It’s week three of the Greenpointers Polish Pastry Experience—a behind-the-counter look into the traditional pastries that you can find in Greenpoint’s Polish bakeries.
Looking to try something new? Curious about what’s best? Every week, we ask the bakers themselves to tell you.
This week, Star Deli & Bakery recommends…their Makowiec (s.). These sweet treats cost $11 per whole roll, or around $5 per half roll (the exact price depending on the weight of the poppy filling that day). A whole roll can serve 10-12. Continue reading →
Before moving in with my boyfriend, I lived on the second floor of a house on Huron Street with a group of amazing Norwegian roommates. I have a lot of happy memories from that time, but one of the vividest was at a dinner that two of us made together out on our large terrace in July with our guys. It was a relaxed, wine-filled night of funny stories, delicious food, and good company – the things that perfect summer nights in Brooklyn are made of. After the meal, my roommate presented a box to everyone from a Scandinavian bakery in Williamsburg called Bakeri. She lifted the lid to reveal a couple of perfect skolebrød or “school bread,” which she obtained earlier in the day during a morning pilgrimage there (Bakeri sells out of skolebrød well before noon). One bite and I was smitten – skolebrød is like a dream Danish, except instead of a cheese filling, the pastry has a heart of custard and coconut. It was like nothing I had ever eaten before. Continue reading →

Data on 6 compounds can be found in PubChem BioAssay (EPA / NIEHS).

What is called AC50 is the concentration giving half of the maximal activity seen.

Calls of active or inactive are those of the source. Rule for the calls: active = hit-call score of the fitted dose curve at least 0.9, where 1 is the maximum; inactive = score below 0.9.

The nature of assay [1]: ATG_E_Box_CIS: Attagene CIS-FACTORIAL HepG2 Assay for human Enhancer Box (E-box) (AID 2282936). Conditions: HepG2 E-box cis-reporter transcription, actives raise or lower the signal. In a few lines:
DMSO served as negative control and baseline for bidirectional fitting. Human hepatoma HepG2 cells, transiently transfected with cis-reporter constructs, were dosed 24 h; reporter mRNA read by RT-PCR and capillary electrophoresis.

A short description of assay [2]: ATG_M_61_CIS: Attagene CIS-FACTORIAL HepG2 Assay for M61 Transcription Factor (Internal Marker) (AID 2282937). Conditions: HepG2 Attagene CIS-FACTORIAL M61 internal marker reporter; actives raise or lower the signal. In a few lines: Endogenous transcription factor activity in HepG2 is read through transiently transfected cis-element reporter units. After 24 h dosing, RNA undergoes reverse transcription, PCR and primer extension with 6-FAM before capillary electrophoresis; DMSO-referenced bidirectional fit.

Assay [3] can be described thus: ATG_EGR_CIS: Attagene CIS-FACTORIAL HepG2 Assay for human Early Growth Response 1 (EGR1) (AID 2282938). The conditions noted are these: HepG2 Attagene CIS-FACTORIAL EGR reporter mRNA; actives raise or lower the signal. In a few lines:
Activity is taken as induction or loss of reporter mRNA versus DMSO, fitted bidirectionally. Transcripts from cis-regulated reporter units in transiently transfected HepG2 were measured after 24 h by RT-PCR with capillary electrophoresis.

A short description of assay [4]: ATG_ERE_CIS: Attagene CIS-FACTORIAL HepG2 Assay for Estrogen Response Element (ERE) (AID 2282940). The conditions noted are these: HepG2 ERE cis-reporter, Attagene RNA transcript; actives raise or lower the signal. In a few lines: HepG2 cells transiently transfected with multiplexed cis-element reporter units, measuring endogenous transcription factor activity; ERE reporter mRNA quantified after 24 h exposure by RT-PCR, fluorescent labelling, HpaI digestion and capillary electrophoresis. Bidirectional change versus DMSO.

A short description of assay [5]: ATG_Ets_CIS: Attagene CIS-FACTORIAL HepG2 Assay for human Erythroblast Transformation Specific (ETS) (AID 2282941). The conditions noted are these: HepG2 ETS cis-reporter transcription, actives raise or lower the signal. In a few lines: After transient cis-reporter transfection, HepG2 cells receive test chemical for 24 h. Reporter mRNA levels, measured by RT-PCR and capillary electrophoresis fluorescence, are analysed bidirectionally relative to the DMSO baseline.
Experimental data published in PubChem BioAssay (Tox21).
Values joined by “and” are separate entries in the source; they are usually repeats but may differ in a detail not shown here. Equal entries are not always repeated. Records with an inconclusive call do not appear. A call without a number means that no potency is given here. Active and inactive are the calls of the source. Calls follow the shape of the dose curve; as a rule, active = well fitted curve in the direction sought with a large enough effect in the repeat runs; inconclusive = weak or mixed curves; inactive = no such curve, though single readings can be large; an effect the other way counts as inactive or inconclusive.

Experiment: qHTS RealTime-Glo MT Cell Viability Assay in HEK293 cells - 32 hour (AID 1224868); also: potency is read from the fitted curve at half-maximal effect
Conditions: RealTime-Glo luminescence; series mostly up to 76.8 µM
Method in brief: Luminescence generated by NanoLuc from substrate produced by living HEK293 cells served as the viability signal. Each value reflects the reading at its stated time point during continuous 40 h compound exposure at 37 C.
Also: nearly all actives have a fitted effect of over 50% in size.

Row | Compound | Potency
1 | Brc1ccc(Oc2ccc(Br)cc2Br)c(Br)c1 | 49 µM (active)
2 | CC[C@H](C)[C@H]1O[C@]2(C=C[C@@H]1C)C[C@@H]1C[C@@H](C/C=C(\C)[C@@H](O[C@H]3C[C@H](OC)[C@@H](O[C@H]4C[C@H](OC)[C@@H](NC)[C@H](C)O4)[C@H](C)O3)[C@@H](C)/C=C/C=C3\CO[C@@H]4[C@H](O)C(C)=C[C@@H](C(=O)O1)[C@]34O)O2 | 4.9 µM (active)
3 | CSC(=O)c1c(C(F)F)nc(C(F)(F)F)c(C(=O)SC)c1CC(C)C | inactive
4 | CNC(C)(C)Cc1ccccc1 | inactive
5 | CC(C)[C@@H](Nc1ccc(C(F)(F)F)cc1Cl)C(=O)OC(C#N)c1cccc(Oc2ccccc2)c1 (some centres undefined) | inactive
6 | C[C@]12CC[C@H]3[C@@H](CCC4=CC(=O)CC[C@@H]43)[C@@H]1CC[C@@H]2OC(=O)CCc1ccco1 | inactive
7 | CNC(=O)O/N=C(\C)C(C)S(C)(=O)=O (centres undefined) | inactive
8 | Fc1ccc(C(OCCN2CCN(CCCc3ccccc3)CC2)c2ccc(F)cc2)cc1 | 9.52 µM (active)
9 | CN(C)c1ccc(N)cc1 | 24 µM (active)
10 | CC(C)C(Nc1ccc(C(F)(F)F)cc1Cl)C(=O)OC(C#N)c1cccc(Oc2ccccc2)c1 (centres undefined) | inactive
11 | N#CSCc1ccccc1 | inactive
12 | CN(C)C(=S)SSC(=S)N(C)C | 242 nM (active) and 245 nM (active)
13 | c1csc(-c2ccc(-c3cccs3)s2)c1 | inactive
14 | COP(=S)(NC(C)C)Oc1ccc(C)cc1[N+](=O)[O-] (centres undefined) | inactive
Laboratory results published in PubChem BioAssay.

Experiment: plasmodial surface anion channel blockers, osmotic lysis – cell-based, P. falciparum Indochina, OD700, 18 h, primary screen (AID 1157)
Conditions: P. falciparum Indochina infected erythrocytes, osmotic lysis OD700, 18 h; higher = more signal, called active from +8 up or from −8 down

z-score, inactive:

A friend of mine and I were just discussing which of our senses we could live without. After a bit of thinking I had settled on smell— a decision directly related to living in a city where ambient smells are cheap, plentiful, confusing, and often punishing as summer wears on. But it’s autumn now, thankfully, and the air is crisp (or it’s going to be soon? Next week? By Halloween?), and if I couldn’t smell I’d miss some of the best things about this season…leaf piles, wood stoves, hot apple cider, and fresh concord grapes!
Following Jen’s lead on Monday, I’ve got more love here for The Bounty, plus a recipe! On my last visit there, surveying the menu my eyes immediately closed in on the dessert section. Sour Cherry Far Breton? Could my eyes be deceiving me? I can’t recall ever seeing a Far Breton on a menu in Brooklyn, but it is this dessert about which I dream. I had hit the jackpot.
On a recent super top secret important Greenpointers business meeting, I needed some sweet and Lauren at Milk n’ Roses described an Italian pastry stuffed with cheese and flavored ever so slightly with orange. “Give me that!”